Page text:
COVID-19 extrapulmonary illness - special gastrointestinal and hepatic considerations.Dis Mon. 2020 Sep; 66(9):101064.DM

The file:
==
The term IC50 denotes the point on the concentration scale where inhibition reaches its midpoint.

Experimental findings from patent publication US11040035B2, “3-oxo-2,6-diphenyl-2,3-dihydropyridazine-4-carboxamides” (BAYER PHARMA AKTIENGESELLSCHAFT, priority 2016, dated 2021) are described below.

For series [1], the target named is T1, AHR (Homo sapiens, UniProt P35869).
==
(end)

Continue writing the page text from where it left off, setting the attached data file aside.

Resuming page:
Coronaviruses have caused three global outbreaks in the last 20 years, which include Severe Acute Respiratory Syndrome (SARS) caused by SARS-CoV (SARS-CoV-1), Middle East Respiratory Syndrome (MERS) by MERS-CoV and Coronavirus Disease-2019 (COVID-19) due to SARS-CoV-2. These outbreaks share many similarities, including clinical presentation, transmission, and management. Although respiratory manifestations are responsible for most of the morbidity and mortality in these conditions, extra-pulmonary manifestations such as gastrointestinal symptoms are also increasingly recognized as important symptoms. Important gastrointestinal symptoms include nausea, vomiting, anorexia, diarrhea, and abdominal pain. Hepatic manifestations such as abnormal aminotransferases are also noted in these patients. Early identification of GI symptoms is crucial as some patients can present only with GI manifestations in the absence of pulmonary symptoms. Furthermore, patients with diarrhea have tested positive for viral RNA in the stool. This has been reported even after the resolution of respiratory symptoms and can extend up to many days from the onset of symptoms. Because of this phenomenon, there is a theoretical risk of fecal-oral transmission and the potential spread of the disease. Though GI symptoms are frequently observed, understanding the pathogenesis of these symptoms is crucial, as it can not only of public health importance but could also identify infected patients early in the spread. Understanding the different GI and hepatic manifestations with underlying mechanisms of symptoms can assist in the therapeutic management of these patients. In this article, we summarize various GI and hepatic manifestations with their prevalence, underlying pathophysiology with emphasis on stool positivity.